The paper re-examines principles of social organization in pre-colonial Equatorial Africa, suggesting that the imagery of ‘accumulation’ of ‘wealth in people’ is not wrong, but not flexible enough to encompass the centrality of knowledge in these societies. People were singularized repositories of a differentiated and expanding repertoire of knowledge, as well as being structured kin (as in the kinship model) and generic dependents and followers (as in the wealth-in-people model). We argue that social mobilization was in part based on the mobilization of different bodies of knowledge, and leadership was the capacity to bring them together effectively, even if for a short time and specific purpose. We refer to this process as composition and distinguish it from accumulation.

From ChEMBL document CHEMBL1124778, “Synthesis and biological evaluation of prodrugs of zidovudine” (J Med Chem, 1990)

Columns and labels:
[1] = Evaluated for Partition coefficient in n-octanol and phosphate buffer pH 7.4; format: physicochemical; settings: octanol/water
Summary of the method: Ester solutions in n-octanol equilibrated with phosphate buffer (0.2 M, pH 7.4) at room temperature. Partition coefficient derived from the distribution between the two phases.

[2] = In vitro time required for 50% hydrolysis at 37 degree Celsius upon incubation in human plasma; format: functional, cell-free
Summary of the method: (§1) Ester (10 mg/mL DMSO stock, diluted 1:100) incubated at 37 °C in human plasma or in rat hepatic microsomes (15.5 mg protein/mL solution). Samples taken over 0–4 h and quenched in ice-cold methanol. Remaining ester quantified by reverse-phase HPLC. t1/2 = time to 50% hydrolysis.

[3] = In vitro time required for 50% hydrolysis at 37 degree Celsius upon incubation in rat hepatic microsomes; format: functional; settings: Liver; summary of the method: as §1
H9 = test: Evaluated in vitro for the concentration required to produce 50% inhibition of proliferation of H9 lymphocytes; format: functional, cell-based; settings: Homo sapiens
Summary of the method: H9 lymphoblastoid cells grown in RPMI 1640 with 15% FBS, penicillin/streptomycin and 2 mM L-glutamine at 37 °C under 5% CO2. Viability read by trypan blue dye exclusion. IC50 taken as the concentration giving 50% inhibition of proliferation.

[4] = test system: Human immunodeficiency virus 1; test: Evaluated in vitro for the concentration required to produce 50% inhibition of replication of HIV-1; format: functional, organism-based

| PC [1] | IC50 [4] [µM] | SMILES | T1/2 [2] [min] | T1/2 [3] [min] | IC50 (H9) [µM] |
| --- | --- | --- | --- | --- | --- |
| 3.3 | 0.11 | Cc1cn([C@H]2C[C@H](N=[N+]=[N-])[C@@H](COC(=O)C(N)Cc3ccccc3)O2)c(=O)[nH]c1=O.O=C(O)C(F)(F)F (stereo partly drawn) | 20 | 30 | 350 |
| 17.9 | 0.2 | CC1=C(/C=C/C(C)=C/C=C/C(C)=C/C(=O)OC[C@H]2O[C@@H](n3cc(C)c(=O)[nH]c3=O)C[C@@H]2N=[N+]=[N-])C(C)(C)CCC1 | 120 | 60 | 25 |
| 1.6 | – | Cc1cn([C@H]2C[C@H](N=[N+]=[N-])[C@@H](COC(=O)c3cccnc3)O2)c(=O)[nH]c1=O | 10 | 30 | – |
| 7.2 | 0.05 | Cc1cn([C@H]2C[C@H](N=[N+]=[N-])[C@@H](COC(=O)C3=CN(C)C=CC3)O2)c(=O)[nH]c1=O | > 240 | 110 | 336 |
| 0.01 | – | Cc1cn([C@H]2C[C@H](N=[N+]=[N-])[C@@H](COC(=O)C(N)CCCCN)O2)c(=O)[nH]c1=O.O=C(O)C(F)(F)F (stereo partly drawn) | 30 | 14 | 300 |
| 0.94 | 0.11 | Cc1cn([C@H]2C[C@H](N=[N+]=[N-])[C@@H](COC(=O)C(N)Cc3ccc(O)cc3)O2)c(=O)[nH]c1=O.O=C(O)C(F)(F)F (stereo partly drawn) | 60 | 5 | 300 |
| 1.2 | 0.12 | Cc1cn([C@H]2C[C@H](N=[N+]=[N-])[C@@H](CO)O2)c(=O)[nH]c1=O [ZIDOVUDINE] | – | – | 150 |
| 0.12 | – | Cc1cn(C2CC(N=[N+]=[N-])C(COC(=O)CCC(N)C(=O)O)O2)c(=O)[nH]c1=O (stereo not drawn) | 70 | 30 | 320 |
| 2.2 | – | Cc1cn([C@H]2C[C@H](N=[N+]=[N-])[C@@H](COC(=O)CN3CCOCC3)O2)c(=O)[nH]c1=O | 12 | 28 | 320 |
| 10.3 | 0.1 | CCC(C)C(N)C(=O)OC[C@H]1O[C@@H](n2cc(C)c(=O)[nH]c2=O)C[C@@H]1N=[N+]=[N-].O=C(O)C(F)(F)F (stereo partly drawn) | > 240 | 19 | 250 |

The paper has three parts. The first substitutes an oral epic from southern Cameroon for an ethnography of the principles by which people pursued agendas and mobilized followings in their own political worlds. Colonial rule may have institutionalized pre-colonial political hierarchies, but it completely altered the terms for political mobilization. Hence the historical record is very limited for making inferences about how ‘wealth-in-people’ operated in action, under pre-colonial conditions. The second critiques the evolutionary assumptions about simple societies that still color the models of Equatorial societies. The third revisits the ethnography to illuminate the principles of composition. The conclusion makes inferences and suggestions with respect to aspects of pre-colonial social history.